Sermons

Texts: Isaiah 55:1-9; Luke 13:1-9

Speaker: Rachael Miller

“Scripture says: Everyone shall sit under their own vine and fig tree, and no one shall make them afraid.”
Everyone shall sit under their own vine and fig tree, and no one shall make them afraid.
This line from the musical Hamilton comes from Micah, chapter 4. It’s the bit that follows the familiar verse:

They shall beat their swords into plowshares,
and their spears into pruning hooks;
nation shall not rise up against nation,
neither shall they learn war any more.

It is an image of peace, prosperity, and safety. The fig is a ready image and a frequent metaphor for the people of ancient Israel. It is used to signify both times of prosperity (as when the tree is full of fruit), and times of unrighteousness and divine judgement (as when the tree has no fruit).

In the parable Robin just read, the fig tree is barren. I haven’t heard many sermons on this passage in my life. What I have heard, and as I’ve read this on my own, the thrust of the parable is this: all sinners are alike and deserve death, and...

https://joelssermons.files.wordpress.com/2019/03/20190317sermon.mp3

Texts: Genesis 15:1-6, 12-16; Luke 13:31-35

One of the comic strips that has rotated on and off my office bulletin board is from Opus.  For the uninitiated, Opus is a large-beaked penguin in a world of humans, plus Bill the Cat.   This particular strip is set outside in a grassy meadow.  Opus and his young friends Oliver, Michael and Milo are sitting under a night sky.  Opus begins by looking at the reader and saying: “I love these summer evening reality checks from Oliver.”  Oliver, the intellectual of the bunch, takes it from there.  Sitting by his telescope, Oliver says to the others: “Hold out a speck of sand at arm’s length…”  The picture moves in tighter on the grain of sand he is holding up.  Then we can see through it, revealing the piece of outer space that lies on the other side.  Oliver says, “That’s the portion of the night sky at which they pointed the Hubble telescope for a week.  It was there – deep within the dot of dark nothingness ten billion light years distant – that they found the unexpected:  Galaxies!  Thousands!  Thousands!  …with billions of stars…and trillions of new worlds.  And beyond...

https://joelssermons.files.wordpress.com/2019/03/20190310sermon.mp3

Texts: Deutermonomy 26:1-11; Luke 4:1-13

Speaker: Joel

11 million data points.

A week and a half ago I was up in Elkhart, Indiana.  I was attending the Pastors and Leaders event at the Mennonite seminary where I graduated – AMBS.  One of the speakers was Dr. David Anderson Hooker.  He’s a core faculty member at Notre Dame’s Kroc Institute for International Peace Studies.

The topic was systemic racism and the church’s response.  Part of his talk touched on how we unconsciously classify and categorize people, right when we see or hear them, with race as a primary construct.

The best research out there, Dr Anderson Hooker noted, the best research we have to date suggests that at any given moment there are about 11 million data points within a person’s field of perception.  11 million.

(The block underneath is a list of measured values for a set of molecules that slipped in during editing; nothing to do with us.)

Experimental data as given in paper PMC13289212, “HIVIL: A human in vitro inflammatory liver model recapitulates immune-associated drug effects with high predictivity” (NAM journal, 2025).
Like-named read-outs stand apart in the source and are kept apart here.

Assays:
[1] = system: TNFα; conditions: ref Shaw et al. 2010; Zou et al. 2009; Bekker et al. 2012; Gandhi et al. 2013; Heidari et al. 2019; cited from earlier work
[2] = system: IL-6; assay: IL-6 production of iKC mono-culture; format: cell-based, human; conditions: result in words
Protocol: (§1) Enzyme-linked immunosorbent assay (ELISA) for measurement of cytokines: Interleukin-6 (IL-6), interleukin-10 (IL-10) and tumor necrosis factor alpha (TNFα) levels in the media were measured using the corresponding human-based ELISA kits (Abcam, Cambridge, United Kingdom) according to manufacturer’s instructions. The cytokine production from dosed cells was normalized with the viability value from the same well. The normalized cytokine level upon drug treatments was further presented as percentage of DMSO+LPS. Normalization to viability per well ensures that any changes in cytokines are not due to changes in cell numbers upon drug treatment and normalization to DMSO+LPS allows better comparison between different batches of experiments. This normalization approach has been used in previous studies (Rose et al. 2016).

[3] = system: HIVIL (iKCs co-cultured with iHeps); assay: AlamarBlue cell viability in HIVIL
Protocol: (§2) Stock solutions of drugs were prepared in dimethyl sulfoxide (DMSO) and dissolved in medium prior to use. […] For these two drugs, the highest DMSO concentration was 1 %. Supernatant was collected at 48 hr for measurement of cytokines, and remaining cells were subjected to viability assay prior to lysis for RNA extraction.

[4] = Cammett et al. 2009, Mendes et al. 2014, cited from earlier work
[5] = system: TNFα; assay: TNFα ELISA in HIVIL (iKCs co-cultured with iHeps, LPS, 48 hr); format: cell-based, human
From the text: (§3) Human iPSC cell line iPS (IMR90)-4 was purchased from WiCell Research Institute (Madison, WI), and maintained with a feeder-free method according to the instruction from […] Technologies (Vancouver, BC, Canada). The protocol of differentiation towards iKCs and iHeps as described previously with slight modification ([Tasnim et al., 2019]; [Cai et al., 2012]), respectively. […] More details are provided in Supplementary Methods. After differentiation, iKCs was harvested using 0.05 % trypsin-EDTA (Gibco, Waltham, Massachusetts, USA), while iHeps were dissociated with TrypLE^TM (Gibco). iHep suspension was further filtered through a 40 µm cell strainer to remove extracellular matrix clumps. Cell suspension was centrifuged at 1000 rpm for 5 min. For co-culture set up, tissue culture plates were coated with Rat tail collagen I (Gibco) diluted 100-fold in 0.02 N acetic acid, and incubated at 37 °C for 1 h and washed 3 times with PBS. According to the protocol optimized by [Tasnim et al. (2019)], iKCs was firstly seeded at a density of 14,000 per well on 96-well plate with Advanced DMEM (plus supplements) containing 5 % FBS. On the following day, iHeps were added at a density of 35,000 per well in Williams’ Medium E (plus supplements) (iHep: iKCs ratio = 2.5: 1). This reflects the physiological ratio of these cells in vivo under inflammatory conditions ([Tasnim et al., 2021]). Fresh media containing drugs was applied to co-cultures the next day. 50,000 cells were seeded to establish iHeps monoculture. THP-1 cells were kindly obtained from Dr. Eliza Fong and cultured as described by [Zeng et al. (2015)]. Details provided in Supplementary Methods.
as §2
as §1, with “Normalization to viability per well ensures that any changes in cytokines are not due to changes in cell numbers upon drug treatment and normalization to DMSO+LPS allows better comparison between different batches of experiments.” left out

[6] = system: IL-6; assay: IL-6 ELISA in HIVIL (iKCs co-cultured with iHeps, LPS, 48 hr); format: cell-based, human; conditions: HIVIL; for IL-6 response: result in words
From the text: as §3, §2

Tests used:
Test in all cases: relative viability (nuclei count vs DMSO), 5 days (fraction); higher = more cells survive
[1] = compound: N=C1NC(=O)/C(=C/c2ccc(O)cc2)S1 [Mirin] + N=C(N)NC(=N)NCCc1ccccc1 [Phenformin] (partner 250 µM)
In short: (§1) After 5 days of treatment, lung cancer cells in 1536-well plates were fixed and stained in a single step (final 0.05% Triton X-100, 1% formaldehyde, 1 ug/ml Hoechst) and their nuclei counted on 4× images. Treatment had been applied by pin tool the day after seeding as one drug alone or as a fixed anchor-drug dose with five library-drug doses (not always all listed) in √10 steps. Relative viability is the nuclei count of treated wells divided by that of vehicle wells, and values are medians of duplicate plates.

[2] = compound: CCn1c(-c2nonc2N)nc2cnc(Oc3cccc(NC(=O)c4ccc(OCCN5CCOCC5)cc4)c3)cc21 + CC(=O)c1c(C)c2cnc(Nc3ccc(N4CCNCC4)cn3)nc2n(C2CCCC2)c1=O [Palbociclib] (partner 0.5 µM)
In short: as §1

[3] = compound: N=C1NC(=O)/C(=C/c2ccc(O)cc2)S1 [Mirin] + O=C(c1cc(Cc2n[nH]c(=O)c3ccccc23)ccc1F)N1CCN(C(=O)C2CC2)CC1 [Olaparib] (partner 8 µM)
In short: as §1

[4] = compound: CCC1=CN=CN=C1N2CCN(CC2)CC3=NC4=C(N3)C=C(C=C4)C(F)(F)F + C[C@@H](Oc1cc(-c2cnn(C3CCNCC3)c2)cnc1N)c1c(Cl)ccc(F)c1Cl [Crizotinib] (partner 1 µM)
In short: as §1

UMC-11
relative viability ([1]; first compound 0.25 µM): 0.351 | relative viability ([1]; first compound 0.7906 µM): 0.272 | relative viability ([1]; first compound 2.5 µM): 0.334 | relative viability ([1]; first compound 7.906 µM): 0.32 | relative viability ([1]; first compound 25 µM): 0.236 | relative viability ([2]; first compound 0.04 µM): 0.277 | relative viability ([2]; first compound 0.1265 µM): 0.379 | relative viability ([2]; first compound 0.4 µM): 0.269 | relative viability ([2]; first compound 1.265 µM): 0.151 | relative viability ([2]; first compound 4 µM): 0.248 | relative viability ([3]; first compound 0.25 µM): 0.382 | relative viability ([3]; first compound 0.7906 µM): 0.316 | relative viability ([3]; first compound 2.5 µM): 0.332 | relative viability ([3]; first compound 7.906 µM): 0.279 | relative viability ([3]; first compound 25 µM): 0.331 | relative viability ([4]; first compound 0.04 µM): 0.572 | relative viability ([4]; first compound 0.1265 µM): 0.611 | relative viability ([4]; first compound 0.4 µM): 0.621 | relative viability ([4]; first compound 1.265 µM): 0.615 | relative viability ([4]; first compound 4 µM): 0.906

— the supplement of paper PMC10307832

So, the feel of your big toe in your sock, that’s a data point.  Your sock rubbing up against your shoe, that’s a data point.  The feel of your breath exhaling out of your nose, and the way it passes over your upper lip.  Data points.  The air temperature.  The sound of my voice.  The sound of a seat mate shifting on the...

Text: 1 Kings 19: 3-13

Speakers: Christina King, Bethany Davey, Becca Lachman

(Christina) Elijah Runs Away to the desert after his life has been threatened: Elijah walked another whole day into the desert...Finally, he lay down in the shade and fell asleep. Suddenly an angel woke him up and said,

(Bethany) “Get up and eat.”

(Christina) Elijah looked around, and by his head was a jar of water and some baked bread. He sat up, ate and drank, then lay down and went back to sleep. Soon the angel woke him again and said,

(Bethany) “Get up and eat, or else you'll get too tired to travel.”

(Christina) So Elijah sat up and ate and drank. The food and water made him strong enough to walk 40 more days. At last, he reached Mount Sinai, the mountain of God, and he spent the night there in a cave.  While Elijah was on Mount Sinai, God asked,

(Becca) “Elijah, why are you here?”

(Christina) He answered, “God All-Powerful, I've always done my best to obey you. But yourpeople have broken their solemn promise to you. They have torn down your altars and killed all your prophets, except me. And now they...

https://joelssermons.files.wordpress.com/2019/03/20190224sermon.mp3

Texts: Luke 5:1-11; 8:1-3

Speaker: Joel Miller

Luke 5 tells the story of Jesus calling his first disciples.

He’s standing by Lake Gennesaret, a local name for the Sea of Galilee.  It’s early in his public ministry, but he’s already well known.  A crowd forms around him, “pressing in” as Luke says.  Jesus needs some space.  His solution is to borrow a nearby boat, climbing in, asking its owners to put out into the lake a bit.  From this floating pulpit, Jesus teaches the crowds.

The teaching session ends, and the focus of the story shifts away from the crowds and toward the fishermen who are left in the boat with Jesus.  The boat belongs to Simon Peter.  Other gospels indicate his brother Andrew was there too.  Jesus tells them to push out even further, to deep water, and let down their nets.  They’d been working all night with nothing to show for it, but Simon agrees to give it one more go.  They let down their nets.  This time they catch so many fish they have to call over their business partners to help them pull it in.  Another set of brothers, James and John, bring their...

Pages